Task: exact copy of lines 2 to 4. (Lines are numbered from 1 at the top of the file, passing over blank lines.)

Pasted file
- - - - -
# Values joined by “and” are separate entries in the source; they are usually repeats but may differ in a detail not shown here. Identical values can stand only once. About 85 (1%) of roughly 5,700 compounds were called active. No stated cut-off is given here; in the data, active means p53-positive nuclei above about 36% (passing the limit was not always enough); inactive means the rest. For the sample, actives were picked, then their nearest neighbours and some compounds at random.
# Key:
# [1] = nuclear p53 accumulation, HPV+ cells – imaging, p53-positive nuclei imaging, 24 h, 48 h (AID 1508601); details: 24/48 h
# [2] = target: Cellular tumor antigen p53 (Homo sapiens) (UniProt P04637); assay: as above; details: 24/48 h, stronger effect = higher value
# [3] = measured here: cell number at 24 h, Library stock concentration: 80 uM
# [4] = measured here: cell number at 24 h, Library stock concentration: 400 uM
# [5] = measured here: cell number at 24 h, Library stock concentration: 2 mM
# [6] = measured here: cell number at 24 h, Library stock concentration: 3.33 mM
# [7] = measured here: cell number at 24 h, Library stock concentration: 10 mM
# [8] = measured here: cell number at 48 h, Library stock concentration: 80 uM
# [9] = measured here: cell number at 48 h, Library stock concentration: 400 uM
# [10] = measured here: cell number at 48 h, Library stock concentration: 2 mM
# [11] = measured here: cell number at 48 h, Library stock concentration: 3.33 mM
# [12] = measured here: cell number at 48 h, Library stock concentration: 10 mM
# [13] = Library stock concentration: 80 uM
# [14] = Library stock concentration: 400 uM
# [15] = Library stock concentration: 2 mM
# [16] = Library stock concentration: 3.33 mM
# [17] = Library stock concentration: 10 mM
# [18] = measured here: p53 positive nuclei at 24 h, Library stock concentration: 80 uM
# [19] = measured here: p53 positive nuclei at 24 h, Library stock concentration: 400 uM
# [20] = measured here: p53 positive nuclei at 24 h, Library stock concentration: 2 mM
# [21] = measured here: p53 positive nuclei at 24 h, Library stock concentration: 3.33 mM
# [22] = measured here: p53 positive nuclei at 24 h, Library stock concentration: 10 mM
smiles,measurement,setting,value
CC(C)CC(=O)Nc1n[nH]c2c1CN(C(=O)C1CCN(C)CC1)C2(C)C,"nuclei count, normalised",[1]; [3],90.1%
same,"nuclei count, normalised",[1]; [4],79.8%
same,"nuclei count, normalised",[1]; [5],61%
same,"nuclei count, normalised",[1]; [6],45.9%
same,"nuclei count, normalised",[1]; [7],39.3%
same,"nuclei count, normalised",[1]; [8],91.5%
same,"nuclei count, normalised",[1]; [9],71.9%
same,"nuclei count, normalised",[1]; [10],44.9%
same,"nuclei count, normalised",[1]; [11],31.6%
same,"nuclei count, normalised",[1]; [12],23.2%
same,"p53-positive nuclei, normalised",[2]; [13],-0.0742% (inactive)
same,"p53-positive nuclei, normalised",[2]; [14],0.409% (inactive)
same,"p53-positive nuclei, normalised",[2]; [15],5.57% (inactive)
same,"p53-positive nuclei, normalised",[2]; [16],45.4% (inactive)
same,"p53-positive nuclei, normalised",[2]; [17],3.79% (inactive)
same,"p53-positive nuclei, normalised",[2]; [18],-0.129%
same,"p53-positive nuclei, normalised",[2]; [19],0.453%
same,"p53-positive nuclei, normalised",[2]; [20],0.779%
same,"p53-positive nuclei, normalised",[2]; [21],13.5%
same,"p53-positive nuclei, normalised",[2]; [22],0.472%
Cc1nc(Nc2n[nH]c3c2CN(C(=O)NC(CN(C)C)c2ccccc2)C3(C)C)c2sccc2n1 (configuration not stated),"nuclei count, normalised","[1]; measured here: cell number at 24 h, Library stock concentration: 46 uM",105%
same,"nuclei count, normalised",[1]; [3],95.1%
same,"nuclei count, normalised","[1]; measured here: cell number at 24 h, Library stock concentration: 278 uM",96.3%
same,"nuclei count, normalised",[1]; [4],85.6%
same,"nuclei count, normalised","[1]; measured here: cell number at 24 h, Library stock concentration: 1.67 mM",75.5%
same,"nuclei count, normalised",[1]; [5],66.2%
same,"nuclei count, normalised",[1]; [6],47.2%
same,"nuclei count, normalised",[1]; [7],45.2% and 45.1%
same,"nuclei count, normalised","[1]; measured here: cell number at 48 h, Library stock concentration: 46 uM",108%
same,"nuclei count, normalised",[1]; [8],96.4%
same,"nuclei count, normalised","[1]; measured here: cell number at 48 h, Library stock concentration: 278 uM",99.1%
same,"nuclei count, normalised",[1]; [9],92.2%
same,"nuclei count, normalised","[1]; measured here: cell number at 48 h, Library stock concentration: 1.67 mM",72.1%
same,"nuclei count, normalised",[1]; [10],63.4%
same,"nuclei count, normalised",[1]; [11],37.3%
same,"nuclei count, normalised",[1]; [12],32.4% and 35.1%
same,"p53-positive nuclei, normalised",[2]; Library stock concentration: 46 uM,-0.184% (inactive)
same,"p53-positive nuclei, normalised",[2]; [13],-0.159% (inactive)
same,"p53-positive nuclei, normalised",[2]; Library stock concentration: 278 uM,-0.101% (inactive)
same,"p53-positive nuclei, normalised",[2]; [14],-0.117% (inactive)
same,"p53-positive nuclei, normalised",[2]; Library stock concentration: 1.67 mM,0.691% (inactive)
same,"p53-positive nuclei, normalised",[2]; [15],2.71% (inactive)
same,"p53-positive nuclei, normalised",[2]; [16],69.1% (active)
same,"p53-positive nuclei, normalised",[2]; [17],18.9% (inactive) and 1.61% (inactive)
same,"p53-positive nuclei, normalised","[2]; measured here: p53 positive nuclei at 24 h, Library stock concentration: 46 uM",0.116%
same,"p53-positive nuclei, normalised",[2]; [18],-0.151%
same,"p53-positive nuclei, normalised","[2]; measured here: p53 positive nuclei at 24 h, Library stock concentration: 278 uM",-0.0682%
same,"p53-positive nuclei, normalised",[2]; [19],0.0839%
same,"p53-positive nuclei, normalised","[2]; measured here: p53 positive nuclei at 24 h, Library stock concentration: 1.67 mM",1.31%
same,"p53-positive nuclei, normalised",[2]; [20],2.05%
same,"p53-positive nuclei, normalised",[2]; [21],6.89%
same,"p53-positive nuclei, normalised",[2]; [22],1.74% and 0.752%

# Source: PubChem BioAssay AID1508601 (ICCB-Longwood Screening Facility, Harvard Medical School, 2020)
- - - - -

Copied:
# Key:
# [1] = nuclear p53 accumulation, HPV+ cells – imaging, p53-positive nuclei imaging, 24 h, 48 h (AID 1508601); details: 24/48 h
# [2] = target: Cellular tumor antigen p53 (Homo sapiens) (UniProt P04637); assay: as above; details: 24/48 h, stronger effect = higher value